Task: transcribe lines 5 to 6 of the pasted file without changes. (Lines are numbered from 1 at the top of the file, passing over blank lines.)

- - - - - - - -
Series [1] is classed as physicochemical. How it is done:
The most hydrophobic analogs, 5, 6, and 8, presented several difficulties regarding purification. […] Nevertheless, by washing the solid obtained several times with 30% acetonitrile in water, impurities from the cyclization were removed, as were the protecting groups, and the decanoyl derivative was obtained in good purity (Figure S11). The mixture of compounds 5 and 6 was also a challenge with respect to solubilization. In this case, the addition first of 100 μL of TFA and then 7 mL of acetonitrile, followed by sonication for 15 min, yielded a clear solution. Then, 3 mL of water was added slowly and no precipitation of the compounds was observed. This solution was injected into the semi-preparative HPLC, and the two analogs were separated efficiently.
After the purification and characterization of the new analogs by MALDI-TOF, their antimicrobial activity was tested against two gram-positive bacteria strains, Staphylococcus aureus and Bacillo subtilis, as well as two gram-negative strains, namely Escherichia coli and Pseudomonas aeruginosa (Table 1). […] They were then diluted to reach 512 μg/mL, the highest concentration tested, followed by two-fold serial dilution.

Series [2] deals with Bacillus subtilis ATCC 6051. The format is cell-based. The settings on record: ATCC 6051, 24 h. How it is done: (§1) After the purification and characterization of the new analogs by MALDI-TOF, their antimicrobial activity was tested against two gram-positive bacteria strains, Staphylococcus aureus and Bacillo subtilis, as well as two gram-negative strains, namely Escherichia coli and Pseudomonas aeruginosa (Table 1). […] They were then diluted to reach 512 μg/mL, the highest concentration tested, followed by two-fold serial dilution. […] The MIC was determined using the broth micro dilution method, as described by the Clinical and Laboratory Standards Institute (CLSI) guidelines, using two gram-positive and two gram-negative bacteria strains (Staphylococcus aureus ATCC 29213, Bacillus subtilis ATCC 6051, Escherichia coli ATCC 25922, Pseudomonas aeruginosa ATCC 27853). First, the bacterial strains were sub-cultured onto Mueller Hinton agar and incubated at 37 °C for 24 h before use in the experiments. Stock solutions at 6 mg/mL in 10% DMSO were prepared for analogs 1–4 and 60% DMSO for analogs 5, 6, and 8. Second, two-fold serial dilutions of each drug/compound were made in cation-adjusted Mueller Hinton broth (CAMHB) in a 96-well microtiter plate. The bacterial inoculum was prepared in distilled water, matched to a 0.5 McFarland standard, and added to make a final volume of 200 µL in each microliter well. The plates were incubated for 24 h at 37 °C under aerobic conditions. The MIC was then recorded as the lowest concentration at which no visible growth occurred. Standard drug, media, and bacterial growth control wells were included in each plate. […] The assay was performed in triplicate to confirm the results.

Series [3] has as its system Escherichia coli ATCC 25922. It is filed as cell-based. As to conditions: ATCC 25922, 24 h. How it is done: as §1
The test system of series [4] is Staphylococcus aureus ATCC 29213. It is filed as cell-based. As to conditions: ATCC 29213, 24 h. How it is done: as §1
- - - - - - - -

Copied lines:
Series [3] has as its system Escherichia coli ATCC 25922. It is filed as cell-based. As to conditions: ATCC 25922, 24 h. How it is done: as §1
The test system of series [4] is Staphylococcus aureus ATCC 29213. It is filed as cell-based. As to conditions: ATCC 29213, 24 h. How it is done: as §1